Number three: What if the employee separates from employment during the deferral period? Due to the fact that the employer is legally responsible for the collection and remittance of the tax, the only option would be that all taxes deferred must be collected from the employee at the time of the release of final pay. Local government may want to discuss with their legal counsel and human resource (HR) departments the need for forms signed by the employee acknowledging this liability.  

Conclusion

Like so many other issues right now, there seems to be more questions than answers and more confusion than resolution.

It would not be our recommendation that local government defer the collection and remittance of any portion of federal 941 taxes: federal withholding, Social Security, and Medicare (both employee and employer contributions). Employers currently have the option to defer their remittance, and we have continuously recommended against this practice when asked to advise on it. With so many fiscal obligations being deferred during the COVID-19 pandemic — such as utility payments, rents on housing, property tax payments in some counties, and other liabilities owed by our employees and citizens of our communities — it is hard to imagine how all of this debt will be repaid. Kicking the can down the road has never been considered a best practice. Should it be now? 


MRSC is a private nonprofit organization serving local governments in Washington State. Eligible government agencies in Washington State may use our free, one-on-one Ask MRSC service to get answers to legal, policy, or financial questions.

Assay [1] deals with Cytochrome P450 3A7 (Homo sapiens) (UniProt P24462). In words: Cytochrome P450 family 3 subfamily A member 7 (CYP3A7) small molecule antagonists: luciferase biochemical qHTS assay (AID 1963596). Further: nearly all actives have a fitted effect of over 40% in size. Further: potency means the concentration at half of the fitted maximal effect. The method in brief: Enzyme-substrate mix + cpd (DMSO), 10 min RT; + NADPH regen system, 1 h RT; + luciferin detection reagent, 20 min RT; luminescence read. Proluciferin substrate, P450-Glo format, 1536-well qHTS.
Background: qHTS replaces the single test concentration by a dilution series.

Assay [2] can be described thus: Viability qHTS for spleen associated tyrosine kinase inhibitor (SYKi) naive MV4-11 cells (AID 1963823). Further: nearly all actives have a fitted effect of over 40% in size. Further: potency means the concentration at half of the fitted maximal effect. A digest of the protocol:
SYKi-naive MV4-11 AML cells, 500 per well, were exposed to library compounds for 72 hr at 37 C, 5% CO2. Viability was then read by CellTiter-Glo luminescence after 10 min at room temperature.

About Toni Nelson

Toni Nelson joined MRSC in 2014 as the finance consultant. She has worked in local government finance since 1990 and was previously the “Small Cities Specialist” with the State Auditor’s Office (SAO), Clerk Treasurer for the Town of Twisp, as well as an independent financial consultant working with small local government across the state. Toni's area of expertise is "Cash Basis" accounting and reporting, budgeting, and the financial responsibilities and challenges of smaller local government.

Toni is a board member of the Washington Finance Officers Association (WFOA) and longtime member of the WFOA Education committee. While with SAO, Toni wrote the Small Cities handbook and she annually prepares the MRSC - Budget Suggestions publication. Most recently Toni co-authored the comprehensive update of the Revenue Guides for WA Cities, Towns and Counties, in 2019.

Toni conducts workshops on local government financial reporting, budgeting, and the essential duties of finance staff in smaller jurisdictions, with an emphasis on cash basis accounting and the challenges of small local government.